Friday, August 19, 2016
One of Good To The Grain's contemporary designs, an address plaque.
I love seeing people grow. One of my readers, Diane Decocq, has made the jump to starting her own custom woodworking business, Good To The Grain.
As part of expanding her business, she wants to expand her skills. To do this, she's planning to attend the Southwest School Of Woodworking, in Phoenix, AZ.
She's started a Kickstarter project to fund her studies. This will cover materials and tuition. In return for pledged funds, she offers a variety of custom-made items.
Go to her Kickstarter page to learn more or help fund her classes. It includes a video slideshow of some of her work.
If you're unfamiliar with how Kickstarter works, you can get more information at their "about" page. But the short description is that it's a website to allow people to fund creative projects and receive items resulting from that funding. This is known as crowdfunding. By helping in small amounts, a crowd of people are able to pool their resources to help achieve something bigger.
The Southwest School Of Woodworking looks like a great place. Good course selection, good list of instructors, good workspace.
Good luck with your new venture, Diane!
Posted by Steve Branam at 3:18 PM
Wednesday, August 10, 2016
Learn how to use these and other hand tools.
The Fall 2016 session of my online video course Intro To Hand Tools starts September 16 at Popular Woodworking University, the online education component of Popular Woodworking Magazine.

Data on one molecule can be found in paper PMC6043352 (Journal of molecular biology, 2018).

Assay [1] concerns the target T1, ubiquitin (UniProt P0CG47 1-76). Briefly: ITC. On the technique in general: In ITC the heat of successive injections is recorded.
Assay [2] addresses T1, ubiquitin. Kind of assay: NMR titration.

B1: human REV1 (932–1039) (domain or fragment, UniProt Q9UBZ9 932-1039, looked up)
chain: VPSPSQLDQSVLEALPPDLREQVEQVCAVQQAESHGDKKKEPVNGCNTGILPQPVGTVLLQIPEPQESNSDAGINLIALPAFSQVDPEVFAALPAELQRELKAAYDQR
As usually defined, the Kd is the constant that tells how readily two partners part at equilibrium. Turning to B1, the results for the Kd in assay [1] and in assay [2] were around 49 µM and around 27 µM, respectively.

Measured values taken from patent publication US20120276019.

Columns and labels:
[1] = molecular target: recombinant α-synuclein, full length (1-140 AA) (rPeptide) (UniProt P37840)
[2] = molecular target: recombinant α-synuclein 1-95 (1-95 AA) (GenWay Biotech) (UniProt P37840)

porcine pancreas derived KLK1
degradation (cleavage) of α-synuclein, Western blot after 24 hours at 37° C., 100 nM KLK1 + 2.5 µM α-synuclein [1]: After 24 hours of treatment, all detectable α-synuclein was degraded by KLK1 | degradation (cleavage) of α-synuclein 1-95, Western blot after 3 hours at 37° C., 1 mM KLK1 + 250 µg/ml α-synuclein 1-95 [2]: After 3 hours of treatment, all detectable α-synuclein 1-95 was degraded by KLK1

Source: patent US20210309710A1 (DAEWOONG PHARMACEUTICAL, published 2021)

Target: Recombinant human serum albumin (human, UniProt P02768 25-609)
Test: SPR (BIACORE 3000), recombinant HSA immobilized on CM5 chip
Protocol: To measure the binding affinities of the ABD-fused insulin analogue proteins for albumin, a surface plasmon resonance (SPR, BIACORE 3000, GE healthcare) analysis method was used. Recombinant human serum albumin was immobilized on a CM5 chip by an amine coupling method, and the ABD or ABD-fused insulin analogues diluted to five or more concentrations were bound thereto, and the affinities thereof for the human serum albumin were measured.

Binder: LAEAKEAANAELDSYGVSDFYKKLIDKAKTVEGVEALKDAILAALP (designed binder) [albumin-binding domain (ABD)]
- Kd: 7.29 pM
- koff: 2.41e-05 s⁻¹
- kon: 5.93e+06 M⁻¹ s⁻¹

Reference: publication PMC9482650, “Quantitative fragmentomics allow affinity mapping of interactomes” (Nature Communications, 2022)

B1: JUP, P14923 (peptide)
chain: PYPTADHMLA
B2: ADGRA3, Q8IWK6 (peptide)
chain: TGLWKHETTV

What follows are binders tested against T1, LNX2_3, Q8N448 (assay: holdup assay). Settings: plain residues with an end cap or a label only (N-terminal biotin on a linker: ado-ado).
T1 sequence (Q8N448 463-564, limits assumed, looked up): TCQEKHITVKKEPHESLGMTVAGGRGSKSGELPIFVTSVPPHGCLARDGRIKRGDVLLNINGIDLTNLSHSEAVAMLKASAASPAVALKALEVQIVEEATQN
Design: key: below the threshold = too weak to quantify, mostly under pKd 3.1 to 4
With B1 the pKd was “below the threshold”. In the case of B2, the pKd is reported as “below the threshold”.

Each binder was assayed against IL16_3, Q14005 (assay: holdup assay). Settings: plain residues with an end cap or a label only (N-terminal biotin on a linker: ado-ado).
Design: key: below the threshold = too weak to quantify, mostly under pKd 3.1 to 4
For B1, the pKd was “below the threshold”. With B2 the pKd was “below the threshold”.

The course consists of 12 hours of instruction for $59.99. If you'd like to learn how to do everything with hand tools or just add some hand skills to your power tool woodworking, whether you're a new or experienced woodworker, this is for you.
Why do everything with hand tools when there are perfectly good power tools available? The practical reason is lack of access to power tools or lack of space for them.
A small hand tool workshop is an excellent option for anyone with limited space, as little as 4'x6'. It can even be portable, with a workbench that folds up to be put aside when not in use.
The less practical reason is that it's a lot of fun, very satisfying.
Skills covered include sharpening, rough and fine stock preparation, simple and fine joinery including mortise and tenon and dovetails, and curved work. These are used in furniture making, cabinet making, musical instrument making, boat building, and home building and repair.
The course runs September 16 through November 16. During this period you can join the online discussion and ask questions. You have unlimited access to the videos during and after the course. You can watch them at your leisure on your schedule as many times as you'd like.
This 7-minute video is a free sample lesson on rabbetting excerpted from the longer lesson:
This 11-minute video is a trailer that I have looping in the background when I do demonstrations (it's silent to avoid disturbing other demonstrators):
To go to the course description and registration page, as well as read reviews from past sessions, click here.